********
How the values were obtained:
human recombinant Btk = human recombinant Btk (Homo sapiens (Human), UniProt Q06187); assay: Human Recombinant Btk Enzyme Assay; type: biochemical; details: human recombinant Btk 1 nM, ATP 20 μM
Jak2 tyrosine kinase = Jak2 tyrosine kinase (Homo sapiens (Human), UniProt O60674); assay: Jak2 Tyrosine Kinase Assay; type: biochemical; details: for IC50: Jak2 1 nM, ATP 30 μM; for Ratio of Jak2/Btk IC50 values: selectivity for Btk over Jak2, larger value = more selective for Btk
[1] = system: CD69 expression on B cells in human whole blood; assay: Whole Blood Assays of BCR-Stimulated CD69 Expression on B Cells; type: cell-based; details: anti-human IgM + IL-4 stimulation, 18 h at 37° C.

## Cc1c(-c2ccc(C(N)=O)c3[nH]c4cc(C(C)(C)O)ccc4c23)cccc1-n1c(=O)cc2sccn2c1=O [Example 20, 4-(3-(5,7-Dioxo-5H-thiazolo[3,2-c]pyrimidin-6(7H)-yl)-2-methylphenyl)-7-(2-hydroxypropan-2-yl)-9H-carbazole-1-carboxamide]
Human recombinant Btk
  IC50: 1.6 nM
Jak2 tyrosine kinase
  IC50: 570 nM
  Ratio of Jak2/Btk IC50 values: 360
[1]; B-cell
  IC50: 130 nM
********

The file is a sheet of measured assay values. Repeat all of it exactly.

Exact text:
How the values were obtained:
human recombinant Btk = human recombinant Btk (Homo sapiens (Human), UniProt Q06187); assay: Human Recombinant Btk Enzyme Assay; type: biochemical; details: human recombinant Btk 1 nM, ATP 20 μM
Jak2 tyrosine kinase = Jak2 tyrosine kinase (Homo sapiens (Human), UniProt O60674); assay: Jak2 Tyrosine Kinase Assay; type: biochemical; details: for IC50: Jak2 1 nM, ATP 30 μM; for Ratio of Jak2/Btk IC50 values: selectivity for Btk over Jak2, larger value = more selective for Btk
[1] = system: CD69 expression on B cells in human whole blood; assay: Whole Blood Assays of BCR-Stimulated CD69 Expression on B Cells; type: cell-based; details: anti-human IgM + IL-4 stimulation, 18 h at 37° C.

## Cc1c(-c2ccc(C(N)=O)c3[nH]c4cc(C(C)(C)O)ccc4c23)cccc1-n1c(=O)cc2sccn2c1=O [Example 20, 4-(3-(5,7-Dioxo-5H-thiazolo[3,2-c]pyrimidin-6(7H)-yl)-2-methylphenyl)-7-(2-hydroxypropan-2-yl)-9H-carbazole-1-carboxamide]
Human recombinant Btk
  IC50: 1.6 nM
Jak2 tyrosine kinase
  IC50: 570 nM
  Ratio of Jak2/Btk IC50 values: 360
[1]; B-cell
  IC50: 130 nM